On 28 July 2020 Foxton J handed down judgment in this important case concerning the effect of “subjects” in commercial negotiations, which contains a number of significant points of interest to those negotiating contracts, particularly in the charter market.
The effect of “subjects”: pre-condition or performance condition?
Whilst there is clear existing authority in respect of the effect of straightforward “subjects” like “subject to contract” and similar, such authority is lacking in respect of other kinds of “subjects”, and where a combination of “subjects” is used. Foxton J’s decision concerned negotiations for the voyage charter of a VLCC loading up to three different grades of crude oil at three different ports in charterers’ option. As is common in the trade, these negotiations were initially subject to Charterers’ Stem/ Suppliers’/ Receivers’/ Management Approval.
It was common ground that the Stem, Receivers’ Approval and Management Approval subjects were subsequently lifted, and so the central issue in the case was the effect of the “Suppliers’ Approval” subject. In particular, was it (1) a “pre-condition” to contract (which had the effect of preventing a contract coming into existence altogether), or (2) what the judge termed a “performance condition” (a condition which does not prevent a binding contract coming into existence, but which if not satisfied means that performance does not have to be rendered)? A number of previous authorities concerning contracts subject to obtaining an import or export licence, or planning permission, had held the subject to be a performance condition, with an implied term obliging one party to take all reasonable steps to obtain the relevant licence or permission.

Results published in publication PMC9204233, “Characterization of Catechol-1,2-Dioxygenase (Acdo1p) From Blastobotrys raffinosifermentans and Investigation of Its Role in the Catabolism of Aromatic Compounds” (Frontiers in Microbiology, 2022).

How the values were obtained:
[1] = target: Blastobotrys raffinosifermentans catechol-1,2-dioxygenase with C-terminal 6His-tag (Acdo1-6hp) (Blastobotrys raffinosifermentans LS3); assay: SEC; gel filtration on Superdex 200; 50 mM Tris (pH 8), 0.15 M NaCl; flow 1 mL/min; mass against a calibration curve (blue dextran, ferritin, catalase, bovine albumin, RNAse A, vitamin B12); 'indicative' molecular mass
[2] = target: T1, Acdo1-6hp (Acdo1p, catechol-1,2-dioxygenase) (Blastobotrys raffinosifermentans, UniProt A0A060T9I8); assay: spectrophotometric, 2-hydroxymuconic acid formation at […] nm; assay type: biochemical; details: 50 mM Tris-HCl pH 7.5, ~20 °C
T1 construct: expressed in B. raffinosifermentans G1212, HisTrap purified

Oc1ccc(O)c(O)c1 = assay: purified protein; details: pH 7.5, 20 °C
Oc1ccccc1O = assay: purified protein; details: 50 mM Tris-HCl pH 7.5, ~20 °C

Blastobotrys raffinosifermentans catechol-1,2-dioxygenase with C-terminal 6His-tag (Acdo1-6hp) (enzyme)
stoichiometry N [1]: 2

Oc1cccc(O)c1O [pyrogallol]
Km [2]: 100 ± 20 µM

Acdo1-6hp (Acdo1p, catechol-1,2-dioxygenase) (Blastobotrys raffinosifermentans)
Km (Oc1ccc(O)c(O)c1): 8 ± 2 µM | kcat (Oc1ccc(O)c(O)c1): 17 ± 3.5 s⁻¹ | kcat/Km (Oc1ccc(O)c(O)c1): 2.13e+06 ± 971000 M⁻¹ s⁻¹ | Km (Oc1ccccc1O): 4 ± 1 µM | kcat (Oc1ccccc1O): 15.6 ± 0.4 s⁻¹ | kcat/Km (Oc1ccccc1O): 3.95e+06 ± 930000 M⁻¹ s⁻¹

Foxton J held that the Suppliers’ Approval Subject was a pre-condition to a contract, and therefore the putative charterer, Trafigura, was not required to take reasonable steps to obtain its suppliers’ approval. In reaching this decision, Foxton J relied on the following key points:
Assessing damages in the context of a performance condition
Foxton J’s judgment also addresses (obiter) legally complex and interesting questions in relation to damages:
As to (1), the learned judge concluded that, insofar as the “subject to licence” cases place the burden of proof on the defendant, and may suggest a higher standard of proof than the ordinary civil standard, that was because the words “subject to licence” in those cases operated as a “special exemption clause”. Such reasoning does not apply more widely outside the context of these cases, which reflect a self-contained and special principle of law (to which the general principles of “loss of a chance” are also inapplicable).
As to (2), the Judge held that the precise status of the principle in Mackay v Dick is one which may well merit exploration by a higher court, but that on the facts of this case it would not be appropriate to deem satisfaction of the condition (had it been a performance condition). One reason for this was that the Judge doubted whether the principle in Mackay v Dick applied in cases where the party in breach had taken some steps towards fulfilling the condition (albeit inadequate ones). In addition, the Judge held that the principle in Mackay v Dick could not be used to give rise to a claim in damages, as opposed to a claim in debt (paragraph 110). According to the Judge, this was “more consistent with the increasing recognition of the overriding importance of the compensatory principle in the law of damages, with rules of law in relation to the assessment of damages intended to serve this principle, rather than displace it.”
As to (3), Foxton J determined that because the alleged lost benefit (lost profit under a concluded charterparty) was dependent on the decision of a third party (supplier) to approve the vessel, damages had to be assessed on a “loss of a chance” basis. Following the decisions in Wellesley Partners v Withers and Assetco plc v Grant Thornton the “loss of a chance” doctrine was mandatory and not permissive.
Luke Pearce appeared for the Claimant
Daniel Bovensiepen appeared for the Defendant